Gay and Bisexual Men are Now Considered Safe Blood Donors According to FDA

 

The ban on blood donation by gay and bisexual men has been lifted as announced last Tuesday by the Food and Drug Administration. The ban on men who have had sex with a man in the last year, nonetheless, remains. The agency said that this is necessary to ensure that the blood supply stays safe. This didn’t sit well with rights groups who were aiming for a complete lifting of the ban.

The ban was put in place by the FDA in 1983 at the height of AIDS epidemic when knowledge was still hazy about the human immunodeficiency virus, which produces the disease, and no tests were quick enough to determine who were infected by it. HIV testing was slow and was not as sophisticated as it is now. Today, the infection can be detected in nine days or less.

The technology and knowledge about HIV has since been developed. The FDA has recognized this, leading to the lifting of the ban while keeping in place the restrictions on blood donations by men who have happened to have same sex contact within a year.

The restrictions imposed by the FDA on blood donation by and large were subject to a wide margin of error. The restrictions included people who had been to places where malaria is very prevalent despite not having symptoms such as chills and fever after 40 days. Also included in the ban were heterosexuals who had sexual intercourse with prostitutes or individuals who used drugs by injection.

In written remarks, the agency said it was keeping the 12-month ban because “compelling scientific evidence is not available at this time to support a change to a deferral period less than one year while still ensuring the safety of the blood supply.”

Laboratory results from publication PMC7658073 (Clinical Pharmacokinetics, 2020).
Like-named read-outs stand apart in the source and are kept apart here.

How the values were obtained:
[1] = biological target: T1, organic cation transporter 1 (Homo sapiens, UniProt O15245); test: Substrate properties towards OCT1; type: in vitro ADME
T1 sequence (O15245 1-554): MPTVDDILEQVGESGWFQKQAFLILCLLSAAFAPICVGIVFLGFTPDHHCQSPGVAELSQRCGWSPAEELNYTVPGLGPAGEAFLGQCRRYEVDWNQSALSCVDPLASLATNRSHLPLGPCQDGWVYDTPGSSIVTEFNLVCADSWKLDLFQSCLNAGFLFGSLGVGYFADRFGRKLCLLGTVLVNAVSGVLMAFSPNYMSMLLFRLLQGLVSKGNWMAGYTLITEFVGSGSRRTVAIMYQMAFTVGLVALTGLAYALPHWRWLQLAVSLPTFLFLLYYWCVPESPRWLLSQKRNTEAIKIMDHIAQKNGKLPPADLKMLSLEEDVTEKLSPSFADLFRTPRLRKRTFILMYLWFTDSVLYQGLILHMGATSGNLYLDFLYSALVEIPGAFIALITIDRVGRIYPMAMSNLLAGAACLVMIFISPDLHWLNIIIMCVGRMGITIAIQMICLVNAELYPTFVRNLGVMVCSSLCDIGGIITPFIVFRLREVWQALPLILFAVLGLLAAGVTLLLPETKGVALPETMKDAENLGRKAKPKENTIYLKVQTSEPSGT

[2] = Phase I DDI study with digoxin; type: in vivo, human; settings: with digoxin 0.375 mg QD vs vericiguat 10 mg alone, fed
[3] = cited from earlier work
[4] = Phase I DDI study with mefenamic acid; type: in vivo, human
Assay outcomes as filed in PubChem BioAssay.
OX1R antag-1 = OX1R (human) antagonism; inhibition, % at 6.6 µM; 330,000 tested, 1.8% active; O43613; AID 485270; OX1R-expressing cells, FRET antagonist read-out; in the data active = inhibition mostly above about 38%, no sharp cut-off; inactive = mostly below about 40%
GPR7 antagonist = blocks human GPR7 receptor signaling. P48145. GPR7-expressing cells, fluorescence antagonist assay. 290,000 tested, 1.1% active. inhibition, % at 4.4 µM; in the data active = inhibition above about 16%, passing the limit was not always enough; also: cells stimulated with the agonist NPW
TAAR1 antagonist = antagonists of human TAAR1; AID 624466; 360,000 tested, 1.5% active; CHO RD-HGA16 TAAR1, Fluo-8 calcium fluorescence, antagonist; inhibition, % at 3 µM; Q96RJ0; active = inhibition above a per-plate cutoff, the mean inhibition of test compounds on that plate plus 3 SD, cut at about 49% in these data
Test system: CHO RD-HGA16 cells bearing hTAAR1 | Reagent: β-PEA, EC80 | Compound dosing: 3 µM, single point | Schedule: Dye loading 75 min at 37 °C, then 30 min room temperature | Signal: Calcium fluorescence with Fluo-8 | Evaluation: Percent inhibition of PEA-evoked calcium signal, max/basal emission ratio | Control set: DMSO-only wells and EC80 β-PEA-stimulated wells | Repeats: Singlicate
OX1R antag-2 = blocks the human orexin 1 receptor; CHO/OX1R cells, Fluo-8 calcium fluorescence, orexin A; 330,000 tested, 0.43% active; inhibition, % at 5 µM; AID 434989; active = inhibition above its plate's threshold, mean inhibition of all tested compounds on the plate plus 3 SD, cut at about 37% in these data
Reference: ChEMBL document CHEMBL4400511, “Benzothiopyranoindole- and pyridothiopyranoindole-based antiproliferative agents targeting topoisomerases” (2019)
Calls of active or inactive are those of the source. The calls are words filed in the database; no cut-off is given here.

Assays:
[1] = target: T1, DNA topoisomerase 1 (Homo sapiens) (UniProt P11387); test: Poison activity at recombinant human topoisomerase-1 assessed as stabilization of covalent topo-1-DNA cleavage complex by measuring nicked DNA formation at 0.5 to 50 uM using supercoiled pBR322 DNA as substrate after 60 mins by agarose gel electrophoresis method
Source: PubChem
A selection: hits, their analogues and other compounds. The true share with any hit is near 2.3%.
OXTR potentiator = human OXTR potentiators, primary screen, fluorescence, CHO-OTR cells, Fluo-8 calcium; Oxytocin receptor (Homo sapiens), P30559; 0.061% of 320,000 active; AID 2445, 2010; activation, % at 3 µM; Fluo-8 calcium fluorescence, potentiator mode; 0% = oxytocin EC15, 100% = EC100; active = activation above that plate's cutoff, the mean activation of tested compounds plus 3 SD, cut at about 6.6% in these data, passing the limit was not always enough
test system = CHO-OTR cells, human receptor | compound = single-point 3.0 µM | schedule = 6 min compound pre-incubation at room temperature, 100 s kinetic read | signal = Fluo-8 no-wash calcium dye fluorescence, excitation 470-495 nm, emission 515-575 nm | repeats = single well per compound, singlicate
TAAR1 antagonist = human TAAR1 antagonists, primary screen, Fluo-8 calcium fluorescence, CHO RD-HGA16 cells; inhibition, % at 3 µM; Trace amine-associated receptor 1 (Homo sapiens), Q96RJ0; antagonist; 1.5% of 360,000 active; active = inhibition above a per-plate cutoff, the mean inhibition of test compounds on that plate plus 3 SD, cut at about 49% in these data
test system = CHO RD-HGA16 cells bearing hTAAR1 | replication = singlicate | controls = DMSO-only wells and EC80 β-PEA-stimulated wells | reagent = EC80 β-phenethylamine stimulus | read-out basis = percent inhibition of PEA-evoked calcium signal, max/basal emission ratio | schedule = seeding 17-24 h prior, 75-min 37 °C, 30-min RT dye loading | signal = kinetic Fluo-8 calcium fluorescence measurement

The 12-month ban stays since “compelling scientific evidence is not available at this time to support a change to a deferral period less than one year while still ensuring the safety of the blood supply,” the agency explained.

The policy change puts the United States on par with several European nations, including Btitain, which also adopted their lifetime ban with respect to the 12-month restriction adopted in 2011.

“This is a major victory for gay civil rights,” said I. Glenn Cohen, a law professor at Harvard who specializes in bioethics and health. “We’re leaving behind the old view that every gay man is a potential infection source.” He said, however, that the policy was “still not rational enough.”

The comprehensive ban had no modern scientific basis and was responsible for discrediting gay men all these years, painting them as a source of danger to the health of the entire nation, according to men’s health advocates. They continued that the lifting of the ban was long overdue. The shift in the health policy has put it in accordance with other legal and political rights for gay Americans, such as allowing gay people to get married and to be accepted in the military service.

This is a major victory for gay civil rights,” said I. Glenn Cohen, a law professor at Harvard who specializes in bioethics and health. “We’re leaving behind the old view that every gay man is a potential infection source.” He said, however, that the policy was “still not rational enough.”

The change is too incremental, argued some rights groups. Keeping the 12-month ban is eliminating sexually active gay or bisexual man from donating which comprise fifty percent of the population of would be donors. This will also be a source of continued difficult condition for gay and bisexual men.

 

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